In his “If I didn’t have you,” a song dedicated to his real life wife and long time love, Sarah, Tim says, in part:

“If I didn’t have you [insert a number a good things about Sarah]
You would think I would have somebody else
If I didn’t have you, someone else would do
[more good things about Sarah]
Your love is one in a million, you couldn’t buy it at any price
But out of the other 999,999 possible others
Someone else would be equally nice
Or maybe not nice, but say smarter than you
Or dummer but better at sports
I’m just saying, I would probably have somebody else

It is just mathematically unlikely that I would stumble
On the one woman specifically designed for me

I don’t think you are special. I mean, you are special
But you fall within a Bell curve.”

You get the gist. Minchin has simply and straightforwardly gotten rid of the “Kantian” idea of True Love, as well as endorsed LaBossiere’s point about the fungibility of real love. All without the need for any metaphysical heavy lifting (assuming that metaphysics can, in fact, do any lifting at all). A simple understanding of how life works, a basic appreciation of probability theory, and a good sense of humor will do just fine.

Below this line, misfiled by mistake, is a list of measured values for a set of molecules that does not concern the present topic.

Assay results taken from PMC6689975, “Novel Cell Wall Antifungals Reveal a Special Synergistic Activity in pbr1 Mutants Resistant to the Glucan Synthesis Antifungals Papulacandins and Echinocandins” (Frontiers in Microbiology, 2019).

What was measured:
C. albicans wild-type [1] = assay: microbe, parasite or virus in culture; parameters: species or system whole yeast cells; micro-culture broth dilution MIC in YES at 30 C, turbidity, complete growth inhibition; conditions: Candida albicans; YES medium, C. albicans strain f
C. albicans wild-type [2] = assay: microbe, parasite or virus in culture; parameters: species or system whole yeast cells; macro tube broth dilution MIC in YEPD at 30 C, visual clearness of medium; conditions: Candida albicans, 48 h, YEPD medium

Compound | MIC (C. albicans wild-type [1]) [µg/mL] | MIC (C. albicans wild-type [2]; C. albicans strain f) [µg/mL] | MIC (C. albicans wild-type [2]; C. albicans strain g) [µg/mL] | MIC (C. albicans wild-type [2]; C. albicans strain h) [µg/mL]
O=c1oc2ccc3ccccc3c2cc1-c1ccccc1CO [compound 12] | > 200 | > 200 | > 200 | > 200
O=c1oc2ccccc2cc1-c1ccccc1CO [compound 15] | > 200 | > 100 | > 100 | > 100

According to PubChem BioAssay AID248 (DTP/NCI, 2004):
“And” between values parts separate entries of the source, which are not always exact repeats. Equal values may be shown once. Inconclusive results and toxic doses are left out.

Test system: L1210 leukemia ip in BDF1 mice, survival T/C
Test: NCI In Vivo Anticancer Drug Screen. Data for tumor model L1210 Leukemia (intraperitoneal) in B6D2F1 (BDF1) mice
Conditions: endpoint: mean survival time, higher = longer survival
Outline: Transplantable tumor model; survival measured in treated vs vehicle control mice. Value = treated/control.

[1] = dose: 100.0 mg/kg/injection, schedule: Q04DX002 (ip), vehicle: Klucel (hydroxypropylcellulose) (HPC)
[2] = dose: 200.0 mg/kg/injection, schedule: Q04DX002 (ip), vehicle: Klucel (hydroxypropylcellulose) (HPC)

I’ll leave you with the full video of Minchin’s song, well worth watching:

Philosophers who influenced us: David Hume & Arthur Danto

Recently Dan Kaufman and I have had another of our recurrent conversations, this time a second installment of an occasional series that we might call “philosophers who influenced us” (the previous one featured Bertrand Russell, on my part, and Gilbert Ryle for Dan).

This time I picked David Hume, the empiricist and skeptic who famously awoke Kant from his “dogmatic slumber,” and who — I think — is still not appreciated as much as he should be for his impact not just on subsequent philosophy (including epistemology, ethics and aesthetics), but on science as well. Dan’s pick was the philosopher of aesthetic and highly impactful critic of art Arthur Danto, who developed one of the most recent and compelling theories of art to date.